Not so the Giants. Under no criteria can New York's season, one that ended with NY three full games behind the winner of its own division, with six reglar season losses - the last of those defeats to New England - be described as "better" than the Patriots'. New York beat three NFC division champions on the road, including both of the top two seeds, but the argument about the "best team," if it wasn't over a month ago, is certainly finished now. This is not like Pittsburgh's wild card run in 2005, when the Steelers finished the playoffs with the same number of wins as every team ranked in front of them at their start; ditto the Broncos in 1997. The Patriots have been something else, which can't be accounted for. If the NFL decided anything by polls, New England right now would take first, second and third place, just to accurately represent the distance. But it still has a chance, after clearly the greatest single season performance in league history, to not be the champion. . . .
[N]o two teams as far apart in accomplishment as the Giants and Patriots should be competing for the same trophy. New York finished tied with a half dozen other outfits for the seventh-best record out of 32 teams, meaning roughly 18.75 percent of the league had a better regular season; compared to Division I-A, that's the equivalent of the No. 22 or 23 team in the nation making the championship (last year, according to the BCS standings that would have been 9-3 Cincinnati or 8-4 Auburn).
Noting the narrative of invincibility being crafted around Louisiana State's 2007 championship season, SMQ offered an opinion that applies equally as well to the notion of honoring as a "true national champion" (as opposed to one of those "mythical" ones determined by an N.C.A.A.-sanctioned system that antedates the Division I-AA football playoffs by four decades) a team with a pedigree as poor as the Giants' would be:
I concur; when "[t]here is only the result," eye-rollingly absurd outcomes occur, leaving teams to trust in the benefits of regular-season defeats.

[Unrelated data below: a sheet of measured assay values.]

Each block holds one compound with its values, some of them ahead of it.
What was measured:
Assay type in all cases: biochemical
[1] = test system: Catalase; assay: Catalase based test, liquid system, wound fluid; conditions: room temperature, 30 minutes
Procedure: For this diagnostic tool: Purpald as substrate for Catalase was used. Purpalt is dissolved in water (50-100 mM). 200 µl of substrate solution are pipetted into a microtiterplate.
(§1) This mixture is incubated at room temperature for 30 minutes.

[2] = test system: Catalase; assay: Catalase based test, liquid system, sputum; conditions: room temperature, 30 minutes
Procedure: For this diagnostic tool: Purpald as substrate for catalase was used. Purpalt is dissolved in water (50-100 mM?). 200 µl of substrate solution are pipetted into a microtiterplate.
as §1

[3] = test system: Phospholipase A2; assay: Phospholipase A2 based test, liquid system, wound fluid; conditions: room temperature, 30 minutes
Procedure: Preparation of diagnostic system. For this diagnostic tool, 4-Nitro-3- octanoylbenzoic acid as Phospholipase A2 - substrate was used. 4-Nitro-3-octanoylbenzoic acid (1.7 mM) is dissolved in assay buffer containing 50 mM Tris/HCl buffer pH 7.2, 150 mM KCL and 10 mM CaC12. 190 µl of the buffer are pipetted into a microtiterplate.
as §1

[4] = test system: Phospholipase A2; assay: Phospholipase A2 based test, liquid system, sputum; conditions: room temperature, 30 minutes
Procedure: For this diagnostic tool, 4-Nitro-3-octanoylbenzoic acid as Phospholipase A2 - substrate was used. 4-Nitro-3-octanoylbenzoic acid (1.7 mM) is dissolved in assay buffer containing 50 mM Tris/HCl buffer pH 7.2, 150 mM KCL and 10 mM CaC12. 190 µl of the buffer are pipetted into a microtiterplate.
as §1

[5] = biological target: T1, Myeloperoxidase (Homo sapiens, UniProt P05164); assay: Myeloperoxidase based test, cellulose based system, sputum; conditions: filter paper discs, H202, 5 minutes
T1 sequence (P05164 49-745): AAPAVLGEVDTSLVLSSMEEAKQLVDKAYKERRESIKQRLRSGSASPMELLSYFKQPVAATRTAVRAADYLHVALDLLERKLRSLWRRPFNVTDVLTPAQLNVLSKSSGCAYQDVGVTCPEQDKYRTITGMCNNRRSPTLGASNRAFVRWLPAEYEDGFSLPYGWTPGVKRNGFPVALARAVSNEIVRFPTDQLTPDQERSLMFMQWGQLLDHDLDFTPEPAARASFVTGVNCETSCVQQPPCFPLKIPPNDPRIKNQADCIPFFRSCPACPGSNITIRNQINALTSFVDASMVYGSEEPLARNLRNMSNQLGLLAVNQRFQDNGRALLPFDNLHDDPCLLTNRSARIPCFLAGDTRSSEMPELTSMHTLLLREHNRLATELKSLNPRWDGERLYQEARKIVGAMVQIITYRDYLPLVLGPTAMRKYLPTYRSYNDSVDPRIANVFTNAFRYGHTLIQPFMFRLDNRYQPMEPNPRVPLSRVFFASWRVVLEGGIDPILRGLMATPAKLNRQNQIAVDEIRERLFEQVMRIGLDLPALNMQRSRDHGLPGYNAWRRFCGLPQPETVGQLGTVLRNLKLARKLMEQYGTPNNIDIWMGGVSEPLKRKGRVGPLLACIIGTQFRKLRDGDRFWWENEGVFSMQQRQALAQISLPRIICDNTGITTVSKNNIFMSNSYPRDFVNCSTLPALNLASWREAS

What about "the greatest disappointment of the 2007 college football season," the Bowl Championship Series? SMQ, who doesn't miss much, has the answer to that, too:
Think about that last datum for a moment. Four out of five B.C.S. bowl games were uncompetitive, bordering on or actually becoming outright blowouts. Ratings were down. Dissatisfaction was high. Playoff proposals, first floated by a college president in a major conference last year, began to be floated by another college president in the same major conference as the bowl season concluded. Playoff mania reigned in the heated aftermath of major bowl games that were 80 per cent bad, and, in the midst of this groundswell of opposition to the century-old traditions of the game . . . fans remained virtually evenly divided on the question of support for a playoff.
I am on record with my belief that government and football may intersect to the betterment of the former without diminishing the latter. This, though, is not one of those occasions. If Representatives Murphy and Wilkinson, and their colleagues in this embarrassing example of bipartisan foolishness, want to squander valuable time that is supposed to be devoted to the people's business on purely symbolic silliness related to sports, they would do better to devote a resolution to the sublime slice of sheer fineness that is Erin Andrews. I'll bet they could get better than a 51 per cent majority on that one.